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You inspired me to try making my own so i went to the shop tonight and knocked one out on the lathe. I only had big enough material for 1/2" die but it works good. It took long enough to where I'm not going to bother with any more though. I am addicte dnow though. I'll be buying a set for my next buggy.

J. J.
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Old 11-23-2008, 10:03 PM
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nice job well done
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  #12  
Old 11-24-2008, 08:16 AM
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Thanks guys!

I didn't realize Light Racing was sourcing their stuff offshore. I'm glad I decided to make my own right here in Ohio.

I plan on polishing them a little better. I was anxious to see if it worked first before putting much time into it. The surface finish doesn't seem to make a difference on 4130 sheet, but I also want to use it on Al, and I can't stand scratches.
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Old 11-24-2008, 09:09 AM
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Very nice..! I'm gonna have to find the time to whittle me out a set of those, are you still gonna do a build post on them..?
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  #14  
Old 11-24-2008, 11:51 AM
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Actually I was going to do a build thread on mounting this fuel cell, which is what the pic is of in the first thread (plate with 7 dimples in it)...I can do a thread the next time I go to make one of these, but there really isn't that much to it once you have some dimensions to go off of. The female die is really easy, and the male isn't much more difficult.
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Old 11-25-2008, 09:09 AM
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I'm quesitoning the time it took me to make my one little one vs. just buying a set. I had about 2 hours into my 1/2" one but I started with stock that was a little too big because its all I had laying around. I was also in a hurry to knock it out and test it so I didn't get the surface finish I wanted. That would have taken even longer. BIgger died would take mroe time so I could easily see having 15+ hours into a set of 5 and then I'd still want to heat treat them to make them last longer which would add more expense and time. You can get one of the Chinese sets for under $200 I think and a decent American set of 5 for around $300. I don't see why being made in China is so bad. IMO Amercan quality has become an oxymoron and I live in a global economy, not a local one. This is a solid chunk of steel with minimal machinning and light tolerances. The Chinese don't do it by hand either, they use CNC machines just as we would. Either one of those options are worth 15 hours of my time personally.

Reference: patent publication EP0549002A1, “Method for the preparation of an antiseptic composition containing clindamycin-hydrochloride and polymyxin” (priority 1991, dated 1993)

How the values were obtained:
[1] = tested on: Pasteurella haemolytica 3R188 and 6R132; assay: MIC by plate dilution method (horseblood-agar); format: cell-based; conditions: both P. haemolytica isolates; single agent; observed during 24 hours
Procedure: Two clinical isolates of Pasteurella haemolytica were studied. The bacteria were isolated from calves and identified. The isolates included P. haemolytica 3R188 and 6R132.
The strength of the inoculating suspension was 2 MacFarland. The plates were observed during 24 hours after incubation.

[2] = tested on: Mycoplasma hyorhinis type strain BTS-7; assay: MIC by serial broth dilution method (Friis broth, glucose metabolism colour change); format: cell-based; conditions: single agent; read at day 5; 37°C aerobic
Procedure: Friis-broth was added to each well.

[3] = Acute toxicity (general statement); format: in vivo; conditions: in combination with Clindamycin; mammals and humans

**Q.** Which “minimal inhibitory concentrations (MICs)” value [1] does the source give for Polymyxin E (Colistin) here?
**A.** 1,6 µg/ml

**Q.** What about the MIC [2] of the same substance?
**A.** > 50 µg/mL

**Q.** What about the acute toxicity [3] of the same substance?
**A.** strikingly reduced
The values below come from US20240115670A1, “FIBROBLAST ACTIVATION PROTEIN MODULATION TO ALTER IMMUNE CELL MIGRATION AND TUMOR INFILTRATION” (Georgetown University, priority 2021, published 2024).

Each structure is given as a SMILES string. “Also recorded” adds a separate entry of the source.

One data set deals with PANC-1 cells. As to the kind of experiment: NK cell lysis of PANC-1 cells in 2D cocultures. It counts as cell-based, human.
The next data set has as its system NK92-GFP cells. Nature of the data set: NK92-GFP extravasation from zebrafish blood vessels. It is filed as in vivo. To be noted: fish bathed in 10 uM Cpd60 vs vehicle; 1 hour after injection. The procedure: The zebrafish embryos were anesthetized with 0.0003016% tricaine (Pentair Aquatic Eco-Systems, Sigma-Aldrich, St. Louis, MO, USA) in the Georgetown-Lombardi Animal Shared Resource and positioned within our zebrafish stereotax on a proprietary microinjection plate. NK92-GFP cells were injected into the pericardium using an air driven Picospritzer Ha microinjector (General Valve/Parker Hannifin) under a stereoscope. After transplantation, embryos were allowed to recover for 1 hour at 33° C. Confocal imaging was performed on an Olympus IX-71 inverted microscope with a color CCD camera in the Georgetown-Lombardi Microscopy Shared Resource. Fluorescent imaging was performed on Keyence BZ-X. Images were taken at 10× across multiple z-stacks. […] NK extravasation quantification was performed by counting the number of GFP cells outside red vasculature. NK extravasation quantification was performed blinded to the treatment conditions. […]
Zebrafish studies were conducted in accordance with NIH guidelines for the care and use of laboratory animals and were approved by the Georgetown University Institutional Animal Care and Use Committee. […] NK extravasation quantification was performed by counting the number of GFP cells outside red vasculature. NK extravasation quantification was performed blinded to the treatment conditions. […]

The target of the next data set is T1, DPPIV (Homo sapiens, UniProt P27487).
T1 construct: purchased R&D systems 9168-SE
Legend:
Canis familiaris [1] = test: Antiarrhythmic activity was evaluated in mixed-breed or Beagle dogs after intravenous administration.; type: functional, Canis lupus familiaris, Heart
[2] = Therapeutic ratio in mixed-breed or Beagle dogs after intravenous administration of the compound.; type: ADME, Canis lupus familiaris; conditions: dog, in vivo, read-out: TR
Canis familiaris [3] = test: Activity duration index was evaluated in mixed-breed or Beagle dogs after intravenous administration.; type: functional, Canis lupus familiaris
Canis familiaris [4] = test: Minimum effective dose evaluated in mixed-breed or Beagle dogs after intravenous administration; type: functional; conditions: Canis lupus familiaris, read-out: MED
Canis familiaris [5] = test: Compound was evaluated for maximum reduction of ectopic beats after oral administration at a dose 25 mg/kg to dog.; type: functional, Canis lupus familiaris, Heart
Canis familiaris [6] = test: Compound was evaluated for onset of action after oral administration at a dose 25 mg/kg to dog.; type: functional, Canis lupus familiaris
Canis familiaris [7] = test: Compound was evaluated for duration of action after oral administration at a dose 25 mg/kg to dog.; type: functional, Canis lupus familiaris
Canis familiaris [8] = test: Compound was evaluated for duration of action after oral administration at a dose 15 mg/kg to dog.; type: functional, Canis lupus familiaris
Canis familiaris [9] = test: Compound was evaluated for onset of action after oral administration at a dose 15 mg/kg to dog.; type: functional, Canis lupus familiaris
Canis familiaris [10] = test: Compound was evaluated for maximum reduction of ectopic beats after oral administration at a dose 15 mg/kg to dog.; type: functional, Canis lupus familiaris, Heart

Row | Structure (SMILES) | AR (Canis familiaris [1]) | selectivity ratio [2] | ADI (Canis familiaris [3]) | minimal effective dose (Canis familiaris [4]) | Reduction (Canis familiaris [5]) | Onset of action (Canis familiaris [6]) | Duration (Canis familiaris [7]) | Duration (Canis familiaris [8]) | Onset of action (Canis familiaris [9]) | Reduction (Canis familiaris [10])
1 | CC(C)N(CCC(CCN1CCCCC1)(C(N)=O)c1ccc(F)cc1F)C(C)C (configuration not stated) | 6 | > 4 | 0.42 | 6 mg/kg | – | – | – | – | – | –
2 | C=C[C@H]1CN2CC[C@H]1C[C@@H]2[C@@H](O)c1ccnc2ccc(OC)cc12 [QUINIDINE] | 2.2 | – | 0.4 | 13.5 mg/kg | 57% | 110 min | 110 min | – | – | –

Now I do have some friends who have access to some CNC centers. If one of them will commit to making some I will just draw them up in Solidworks and have them cut that way.

J. J.

Last edited by patooyee; 11-25-2008 at 09:14 AM.
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Old 11-25-2008, 09:14 AM
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Does anyone have a link to the Lite Racing dies? I can't seem to find them ...

J. J.
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  #17  
Old 11-25-2008, 10:02 AM
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Check out Keith's site...it's linked from the main page. He has the best prices I have seen on the Light Racing version. These are the ones discussed above that are currently being machined offshore, and are about $300 for a set of five. They are a very good piece...I think all of the stuff in the mega Flared Hole die thread were made with them.

My only point was if a guy was so inclined, they can be made with good results, and it wasn't as difficult as I thought it would be.

Last edited by Graham08; 11-25-2008 at 10:04 AM.
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  #18  
Old 11-25-2008, 11:58 AM
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Doing it yer self gives ya pride of ownership ,ya know it was done right,(ya hope) it's made in America, an' ya can't cuss out the chinese if it falls apart .
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Old 11-25-2008, 02:20 PM
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How much larger are you making the female side of the angle compared to the male side. I know you are building to a 35Deg angle & for .063 stock.
Thanks!
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  #20  
Old 11-25-2008, 03:05 PM
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The OD of the flare on the female side of the die was 1.125", the male was 1.054"...within a few thou. Both ID's are 0.750". I don't think it is super critical, just that you don't pinch the sheet too much.